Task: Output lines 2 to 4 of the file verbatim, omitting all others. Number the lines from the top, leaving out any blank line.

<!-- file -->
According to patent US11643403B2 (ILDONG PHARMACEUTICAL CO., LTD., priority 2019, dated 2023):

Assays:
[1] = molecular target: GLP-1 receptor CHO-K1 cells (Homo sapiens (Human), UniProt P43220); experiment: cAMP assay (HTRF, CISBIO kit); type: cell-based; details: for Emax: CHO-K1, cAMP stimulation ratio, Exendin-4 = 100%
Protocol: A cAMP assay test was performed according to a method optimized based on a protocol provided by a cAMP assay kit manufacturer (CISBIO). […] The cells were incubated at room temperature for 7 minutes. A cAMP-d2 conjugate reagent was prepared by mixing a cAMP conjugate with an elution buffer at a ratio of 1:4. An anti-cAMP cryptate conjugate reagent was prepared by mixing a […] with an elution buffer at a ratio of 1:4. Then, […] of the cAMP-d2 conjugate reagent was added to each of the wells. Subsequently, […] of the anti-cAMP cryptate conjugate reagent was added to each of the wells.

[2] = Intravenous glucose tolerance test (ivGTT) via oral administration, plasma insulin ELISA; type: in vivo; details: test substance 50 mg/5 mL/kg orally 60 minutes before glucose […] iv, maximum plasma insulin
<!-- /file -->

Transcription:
Assays:
[1] = molecular target: GLP-1 receptor CHO-K1 cells (Homo sapiens (Human), UniProt P43220); experiment: cAMP assay (HTRF, CISBIO kit); type: cell-based; details: for Emax: CHO-K1, cAMP stimulation ratio, Exendin-4 = 100%
Protocol: A cAMP assay test was performed according to a method optimized based on a protocol provided by a cAMP assay kit manufacturer (CISBIO). […] The cells were incubated at room temperature for 7 minutes. A cAMP-d2 conjugate reagent was prepared by mixing a cAMP conjugate with an elution buffer at a ratio of 1:4. An anti-cAMP cryptate conjugate reagent was prepared by mixing a […] with an elution buffer at a ratio of 1:4. Then, […] of the cAMP-d2 conjugate reagent was added to each of the wells. Subsequently, […] of the anti-cAMP cryptate conjugate reagent was added to each of the wells.